Does Sex Help You Sleep?

Along with other health-boosting benefits, sex can help you sleep better.

A healthy sex life can offer plenty of benefits: feelings of emotional support, lower blood pressure, and reduced stress.¹ Another health-boosting benefit from having sex is that it might help you sleep.

Does Having Sex Help You Sleep Better?

Research shows that having sex before bed can help people feel like they experienced higher quality sleep. That's even more true for sex with orgasm

A 2019 study of 778 participants (442 females and 336 males) discovered that orgasms with a partner led to a better sleep experience.²

While the majority of participants had higher feelings of sleep satisfaction after sex with orgasm, men were more likely to experience sleep satisfaction after sex than women.

Several hormones related to sleep and sex might explain the connection between having sex and getting quality sleep. Here are the most significant ones³:

  • Cortisol: Cortisol is a stress response hormone that has been shown to negatively impact sleep quality. Sexual arousal is thought to reduce this stress response.
  • Prolactin: Prolactin is a hormone released during sex that has been connected to better sleep quality.
  • Oxytocin: Oxytocin is a hormone released during sex that has been shown to shorten the time it takes to fall asleep and provide a better quality of sleep.

After an orgasm, the body releases hormones like oxytocin and prolactin, which both promote feelings of satisfaction and happiness.³ These feelings can help you wind down, signaling to your body that it's time for sleep.

Research also suggests that nonsexual touching with a partner before bed can have calming effects that lead to better sleep.⁴ Plus, people who regularly sleep next to a consistent partner tend to fall asleep faster than those who sleep next to an occasional or casual partner, meaning that the emotional connection you have to your bed partner can improve your sleep. This effect was especially true among women.³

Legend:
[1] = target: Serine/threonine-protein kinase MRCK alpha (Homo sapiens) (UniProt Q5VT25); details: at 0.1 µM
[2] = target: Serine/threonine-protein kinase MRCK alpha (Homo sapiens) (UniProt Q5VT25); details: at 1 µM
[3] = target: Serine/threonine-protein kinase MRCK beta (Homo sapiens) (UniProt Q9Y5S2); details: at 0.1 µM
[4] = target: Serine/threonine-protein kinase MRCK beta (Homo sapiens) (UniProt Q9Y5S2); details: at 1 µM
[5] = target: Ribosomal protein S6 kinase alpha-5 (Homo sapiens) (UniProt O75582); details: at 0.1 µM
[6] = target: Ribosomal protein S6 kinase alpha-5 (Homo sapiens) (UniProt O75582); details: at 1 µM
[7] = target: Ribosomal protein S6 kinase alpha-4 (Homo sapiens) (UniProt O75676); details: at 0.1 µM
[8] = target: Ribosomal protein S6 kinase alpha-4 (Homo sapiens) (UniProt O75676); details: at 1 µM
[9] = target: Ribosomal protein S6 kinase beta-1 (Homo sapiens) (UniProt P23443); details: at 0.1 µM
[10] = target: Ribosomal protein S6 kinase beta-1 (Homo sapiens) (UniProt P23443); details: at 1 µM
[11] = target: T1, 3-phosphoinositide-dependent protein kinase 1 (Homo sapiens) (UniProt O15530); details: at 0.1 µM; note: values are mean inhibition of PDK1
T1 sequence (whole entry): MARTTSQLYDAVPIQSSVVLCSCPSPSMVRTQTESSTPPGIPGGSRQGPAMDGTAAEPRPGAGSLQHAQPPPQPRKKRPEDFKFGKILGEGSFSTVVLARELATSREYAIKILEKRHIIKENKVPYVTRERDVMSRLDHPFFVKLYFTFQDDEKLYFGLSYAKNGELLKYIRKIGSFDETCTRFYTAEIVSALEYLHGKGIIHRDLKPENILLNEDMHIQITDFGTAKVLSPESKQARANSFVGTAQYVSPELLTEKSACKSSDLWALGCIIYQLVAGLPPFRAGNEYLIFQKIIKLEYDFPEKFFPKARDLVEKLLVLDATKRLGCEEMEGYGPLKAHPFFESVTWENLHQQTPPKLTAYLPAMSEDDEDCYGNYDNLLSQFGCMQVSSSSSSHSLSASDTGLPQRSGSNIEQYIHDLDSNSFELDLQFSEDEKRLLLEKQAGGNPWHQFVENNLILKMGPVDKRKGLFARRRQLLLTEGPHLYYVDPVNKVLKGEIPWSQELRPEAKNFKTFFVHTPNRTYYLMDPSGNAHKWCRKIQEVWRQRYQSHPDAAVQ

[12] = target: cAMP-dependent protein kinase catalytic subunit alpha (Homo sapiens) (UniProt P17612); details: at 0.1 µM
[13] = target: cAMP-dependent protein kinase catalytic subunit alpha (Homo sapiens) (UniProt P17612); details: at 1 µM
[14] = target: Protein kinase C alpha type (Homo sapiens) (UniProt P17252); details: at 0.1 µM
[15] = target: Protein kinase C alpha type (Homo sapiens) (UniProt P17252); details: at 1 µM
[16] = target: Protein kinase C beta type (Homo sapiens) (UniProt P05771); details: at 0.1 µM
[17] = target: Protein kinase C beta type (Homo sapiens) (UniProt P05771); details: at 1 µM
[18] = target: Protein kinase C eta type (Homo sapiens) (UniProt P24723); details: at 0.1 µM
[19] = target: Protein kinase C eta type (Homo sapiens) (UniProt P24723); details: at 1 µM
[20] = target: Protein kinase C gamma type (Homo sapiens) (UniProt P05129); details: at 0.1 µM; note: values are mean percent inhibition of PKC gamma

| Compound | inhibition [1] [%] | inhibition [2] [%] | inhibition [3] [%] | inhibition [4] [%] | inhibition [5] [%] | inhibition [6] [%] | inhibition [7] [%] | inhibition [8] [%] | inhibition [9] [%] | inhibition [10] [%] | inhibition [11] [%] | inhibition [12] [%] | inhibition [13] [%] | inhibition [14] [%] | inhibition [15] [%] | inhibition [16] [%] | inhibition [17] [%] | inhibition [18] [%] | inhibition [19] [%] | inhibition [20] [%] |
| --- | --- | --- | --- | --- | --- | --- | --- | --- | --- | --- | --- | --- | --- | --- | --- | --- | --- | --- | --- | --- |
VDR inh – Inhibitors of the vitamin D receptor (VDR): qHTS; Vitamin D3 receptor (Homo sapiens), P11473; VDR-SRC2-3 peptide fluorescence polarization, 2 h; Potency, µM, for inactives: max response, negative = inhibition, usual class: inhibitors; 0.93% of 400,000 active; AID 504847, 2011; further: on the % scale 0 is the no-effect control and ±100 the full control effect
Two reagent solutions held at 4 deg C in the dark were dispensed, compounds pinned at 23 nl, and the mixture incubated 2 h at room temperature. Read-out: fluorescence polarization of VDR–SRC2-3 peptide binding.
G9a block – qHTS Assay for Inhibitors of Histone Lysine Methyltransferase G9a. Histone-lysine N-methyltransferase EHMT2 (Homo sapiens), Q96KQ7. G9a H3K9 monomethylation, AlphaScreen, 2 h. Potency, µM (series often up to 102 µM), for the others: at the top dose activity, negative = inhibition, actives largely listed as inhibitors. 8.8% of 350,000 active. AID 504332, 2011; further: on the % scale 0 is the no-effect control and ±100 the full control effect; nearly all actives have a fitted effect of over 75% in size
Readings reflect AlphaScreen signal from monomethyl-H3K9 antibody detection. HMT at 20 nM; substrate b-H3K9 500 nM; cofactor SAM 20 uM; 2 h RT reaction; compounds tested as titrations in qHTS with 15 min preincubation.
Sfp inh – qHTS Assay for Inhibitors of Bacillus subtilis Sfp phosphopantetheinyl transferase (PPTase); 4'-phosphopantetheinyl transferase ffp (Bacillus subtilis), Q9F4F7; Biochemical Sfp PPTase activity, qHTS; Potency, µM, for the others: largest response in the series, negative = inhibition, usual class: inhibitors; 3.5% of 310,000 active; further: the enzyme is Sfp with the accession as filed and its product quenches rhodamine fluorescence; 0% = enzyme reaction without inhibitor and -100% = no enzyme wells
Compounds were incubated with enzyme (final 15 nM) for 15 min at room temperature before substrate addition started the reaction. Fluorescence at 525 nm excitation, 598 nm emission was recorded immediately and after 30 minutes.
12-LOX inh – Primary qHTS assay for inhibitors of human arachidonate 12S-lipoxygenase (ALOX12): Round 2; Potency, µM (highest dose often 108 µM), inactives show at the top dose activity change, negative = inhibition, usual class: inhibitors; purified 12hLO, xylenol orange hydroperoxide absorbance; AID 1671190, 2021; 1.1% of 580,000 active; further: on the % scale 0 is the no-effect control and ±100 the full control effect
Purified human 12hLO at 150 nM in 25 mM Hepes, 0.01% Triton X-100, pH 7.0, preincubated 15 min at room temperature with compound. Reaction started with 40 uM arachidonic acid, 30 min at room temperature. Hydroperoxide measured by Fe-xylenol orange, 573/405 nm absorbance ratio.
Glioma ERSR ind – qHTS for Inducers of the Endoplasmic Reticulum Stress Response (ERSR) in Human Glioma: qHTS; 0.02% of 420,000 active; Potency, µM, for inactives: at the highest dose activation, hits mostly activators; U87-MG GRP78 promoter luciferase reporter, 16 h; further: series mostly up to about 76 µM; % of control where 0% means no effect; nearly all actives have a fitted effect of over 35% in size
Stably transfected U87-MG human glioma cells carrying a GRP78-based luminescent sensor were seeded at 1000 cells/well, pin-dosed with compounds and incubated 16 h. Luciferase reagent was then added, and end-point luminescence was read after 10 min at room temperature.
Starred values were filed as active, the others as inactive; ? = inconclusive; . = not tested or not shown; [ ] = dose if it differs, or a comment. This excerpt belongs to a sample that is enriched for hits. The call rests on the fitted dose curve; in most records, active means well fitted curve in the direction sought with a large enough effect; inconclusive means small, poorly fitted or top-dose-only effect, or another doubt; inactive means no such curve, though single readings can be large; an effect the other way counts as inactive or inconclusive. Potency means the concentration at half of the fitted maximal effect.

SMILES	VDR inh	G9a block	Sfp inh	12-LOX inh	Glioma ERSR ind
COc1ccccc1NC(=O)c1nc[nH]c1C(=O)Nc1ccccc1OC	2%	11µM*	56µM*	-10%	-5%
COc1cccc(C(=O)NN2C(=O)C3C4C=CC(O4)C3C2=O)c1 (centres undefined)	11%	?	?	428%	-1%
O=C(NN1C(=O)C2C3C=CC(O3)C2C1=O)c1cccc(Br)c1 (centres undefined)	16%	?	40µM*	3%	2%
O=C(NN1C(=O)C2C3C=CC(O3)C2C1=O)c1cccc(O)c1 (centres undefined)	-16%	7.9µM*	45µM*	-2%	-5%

Does Masturbating Help You Sleep?

Orgasms via masturbation are just as effective at helping people get better sleep as those with a partner. Like having sex with a partner, masturbating can lead to a perception of better sleep quality. It may also help you fall asleep faster. Therefore, sex with a partner isn't totally necessary to experience potential sleep benefits.²

Other Ways to Get the Sleep You Need

If having sex or masturbating every night isn't possible, isn't something you want to do, or you find that neither is helping you sleep, there are other ways to get the sleep you need. Practicing sleep hygiene—routine habits that help improve your quality of sleep—is important with or without sex. Here are a few habits to try⁵:

  • Avoid blue lights (such as those coming from your cell phone or computer) before bed
  • Keep your room at a cool temperature
  • Avoid caffeine and alcohol prior to sleep
  • Exercise during the day

If practicing sleep hygiene still isn't helping you sleep or a lack of sleep is affecting your day-to-day life or functioning, it's important to see a healthcare provider to discuss your sleep concerns.

Getting quality sleep can also help with the quality of your sex. After all, poor sleep can reduce sexual desire and response.⁶


While research points to many favorable outcomes for having sex—particularly achieving an orgasm—before bed, its benefits will ultimately depend on how it personally affects you. If sex helps you sleep, talk to your partner about the benefits of having sex before bed. If masturbation helps you sleep, make time for yourself before bed. Alternatively, if sex doesn't help you sleep and no other sleeping tips seem to be doing the trick, contact a healthcare provider to develop a plan for how to improve your sleep quality and quantity.


  1. Liu H, Waite L, Shen S, Wang D. Is sex good for your health? A national study on partnered sexuality and cardiovascular risk among older men and women. J Health Soc Behav. 2016;57(3):276-296.
  2. Lastella M, O'Mullan C, Paterson JL, Reynolds AC. Sex and sleep: Perceptions of sex as a sleep promoting behavior in the general adult population. Front Public Health. 2019;7:33. doi:10.3389/fpubh.2019.00033
  3. Sprajcer M, O'Mullan C, Reynolds A, Paterson JL, Bachmann A, Lastella M. Sleeping together: understanding the association between relationship type, sexual activity, and sleep. Sleep Sci. 2022;15(0):80-88. doi: 10.5935/1984-0063.20220005
  4. Dueren AL, Perach R, Banissy JFM, Bowling NC, Gregory AM, Banissy MJ. Associations between tactile intimacy and sleep quality in healthy adults: A systematic review. J Sleep Res. 2022;31(3):e13504. doi: 10.1111/jsr.13504
  5. Centers for Disease Control and Prevention. Tips for better sleep. Page last reviewed July 15, 2016.
  6. Smith L, Grabovac I, Veronese N, et al. Sleep quality, duration, and associated sexual function at older age: Findings from the English longitudinal study of ageing. J Sex Med. 2019;16(3):427-433. doi: 10.1016/j.jsxm.2019.01.005
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